Irish singer-songwriter Maija Sofia‘s debut album Bath Time (Nov 22) is a lesson in history — particularly in history’s forgotten women. Its first single, “The Glitter,” centers on Caribbean novelist Jean Rhys and the displacement and misrepresentation she faced after coming to England at age 16. Another of the tracks, “Elizabeth,” is about Elizabeth Siddal, a 19th-century English artist, poet, and art model, and the ways she was mistreated and erased from history.

Hailing from the countryside of western Ireland, Sofia has been writing music since she was a teen and recorded an EP before her label Trapped Animal connected with her last year. We spoke to her about her album and how it ties to issues faced by women in both the past and present.

AF: What would you say is the overall theme of your album?

MS: When I was writing this album, it didn’t feel that there was a theme. But looking back now that I’ve put it together, so much of it is kind of about forgotten stories and women’s voices that have bee misrepresented throughout history. I’ve got different characters that I’ve written about, like Bridget Cleary, a woman whose husband said she’d been possessed by a fairy. It was in the 1890s, and it was a ritual exorcism, and she was murdered, but her husband got away with it because he said he was banishing the fairies. That was a real thing that actually happened, and he never got sent to prison or anything because he’d been convinced that he wasn’t actually murdering his wife but was killing a fairy. It was really awful.

AF: What was significant about that to you?

MS: It struck me that it was only 120 years ago — it’s not that long ago that that could be taken seriously. And she was an independent seamstress. She had her own income, and that was unusual in rural Ireland at the time, and it’s kind of like this woman who was powerful — her life was just taken completely by her husband, and it was a murder, but it didn’t seem like that at the time.

AF: Which other historical women feature prominently on the album?

MS: Edie Sedgwick, who was Andy Warhol’s muse, who was never thought about in her own right. She also went out with Bob Dylan, so he has all these songs about her, but her own voice has never been remembered. She’s just her image, and men have been inspired by her, but we don’t remember her as a person. She’s just a face.

And Elizabeth Siddal was a muse to these painters in Victorian London, and again, she’s always kind of remembered as a muse rather than an artist or a writer in her own right. She was a muse to the Pre-Raphaelite Brotherhood in London. She’s just like a character in history that fascinated me, and I always loved those paintings. When I was a teenager, I was really fascinated by the Pre-Raphaelite paintings, and I started reading about the women in the paintings, and she’s the one that struck me as interesting.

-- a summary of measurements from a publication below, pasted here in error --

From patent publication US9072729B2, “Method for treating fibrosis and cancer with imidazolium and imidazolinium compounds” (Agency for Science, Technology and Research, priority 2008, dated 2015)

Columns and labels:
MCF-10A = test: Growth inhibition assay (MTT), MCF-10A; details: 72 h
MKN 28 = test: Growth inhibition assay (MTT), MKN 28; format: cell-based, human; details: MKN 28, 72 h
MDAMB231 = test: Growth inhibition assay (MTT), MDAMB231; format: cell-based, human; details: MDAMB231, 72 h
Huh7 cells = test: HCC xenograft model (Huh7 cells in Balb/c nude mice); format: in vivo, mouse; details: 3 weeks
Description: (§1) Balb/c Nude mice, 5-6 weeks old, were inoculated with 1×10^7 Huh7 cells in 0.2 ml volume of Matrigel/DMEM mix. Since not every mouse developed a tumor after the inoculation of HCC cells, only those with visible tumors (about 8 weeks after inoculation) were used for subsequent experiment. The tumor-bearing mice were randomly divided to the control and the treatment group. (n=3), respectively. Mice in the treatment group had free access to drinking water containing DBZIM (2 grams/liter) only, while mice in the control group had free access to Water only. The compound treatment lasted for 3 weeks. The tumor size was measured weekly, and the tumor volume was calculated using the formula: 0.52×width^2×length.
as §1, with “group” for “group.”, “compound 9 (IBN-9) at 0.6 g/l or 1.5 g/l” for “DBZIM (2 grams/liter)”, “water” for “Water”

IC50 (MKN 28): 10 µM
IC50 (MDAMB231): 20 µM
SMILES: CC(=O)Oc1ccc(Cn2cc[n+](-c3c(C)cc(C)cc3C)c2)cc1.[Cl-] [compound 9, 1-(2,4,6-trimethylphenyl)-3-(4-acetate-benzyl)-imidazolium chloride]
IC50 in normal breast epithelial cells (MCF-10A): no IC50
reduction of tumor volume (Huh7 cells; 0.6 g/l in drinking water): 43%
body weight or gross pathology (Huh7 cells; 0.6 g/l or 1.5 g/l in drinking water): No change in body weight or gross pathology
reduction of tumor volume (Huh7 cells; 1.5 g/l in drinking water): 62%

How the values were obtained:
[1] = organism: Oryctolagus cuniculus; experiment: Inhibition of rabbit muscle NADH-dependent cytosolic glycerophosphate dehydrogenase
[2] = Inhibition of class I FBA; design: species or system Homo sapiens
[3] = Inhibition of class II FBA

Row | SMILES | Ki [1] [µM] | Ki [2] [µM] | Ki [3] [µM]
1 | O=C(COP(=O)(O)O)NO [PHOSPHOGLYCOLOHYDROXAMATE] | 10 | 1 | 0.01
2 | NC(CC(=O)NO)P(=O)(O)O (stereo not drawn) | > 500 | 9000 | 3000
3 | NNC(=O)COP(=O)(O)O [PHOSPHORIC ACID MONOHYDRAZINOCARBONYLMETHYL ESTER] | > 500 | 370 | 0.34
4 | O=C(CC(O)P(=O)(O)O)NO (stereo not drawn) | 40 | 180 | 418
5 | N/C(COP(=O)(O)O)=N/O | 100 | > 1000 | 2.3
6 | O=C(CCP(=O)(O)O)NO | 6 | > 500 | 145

She was a poet as well and an artist, and Rossetti, the painter, was really in love with her, but he would never marry her because she was lower-class. She had tuberculosis, and after she died, Rossetti decided he was in love with her all along, and he had his manuscript of poems buried in her coffin. But several years later, he was bankrupt, so he had her grave dug up in the middle of the night, and he tried to get his poems back, and he published the poems. He disrespected her in life but also in death. He disrespected her so much that he did his offering and then had her dug up to get his poems back. It’s another weird real-life strange historical tale.

AF: The lyrics to “Elizabeth” read to me like a love song. Whose perspective is it from?

MS: The song is from the perspective of Rossetti, the painter. I was kind of poking at the fact that she’s only ever been represented through his perspective. It’s kind of like a satire.

AF: Do you see this erasure of women’s voices happening today?

MS: Less obviously so, and women are being given space to tell their own stories now, and I feel very grateful that I am of a generation that I can do this. But I do think that the male gaze is still  such a prevalent thing in cinema and in art and photography and the fashion industry and everything. I wasn’t intentionally writing about this theme repeatedly. It was only after the songs were written that it was like, “Oh, I’m obviously interested in this.”

AF: I read that your album was inspired by the repeal of the 8th Amendment, which banned abortion in Ireland. How did that factor into it?

MS: I was really involved in protest and activism to get a referendum to get that law repealed, and part of that meant I was constantly around women giving testimonies around their abortions and the traumatic experiences of having to sneak across to the UK or order pills online and all the risks that come with that. It was a really intense time for Irish women because most of us were really active in trying to get this law changed, and it was successful. But I think that constantly hearing women’s stories and hearing about women’s struggles definitely impacted the writing.

AF: What are your next plans?

MS: I’m doing a project with another artist called Rachael Lavelle. That’s my next plan after the album’s released, and then I don’t know after that. She’s a composer, and I’m more interested in writing lyrics, so probably, she’ll be doing more of the music side, and I’ll be doing more of the writing side. We’ll be looking at themes of witchcraft and folklore, so we’re still in the early stages. I don’t know what form it’ll take, but I’m excited about it. She’s an amazing artist.

 

Maija Sofia’s debut album Bath Time is out November 22 via Trapped Animal Records & Cargo Records. Follow her on Facebook for ongoing updates.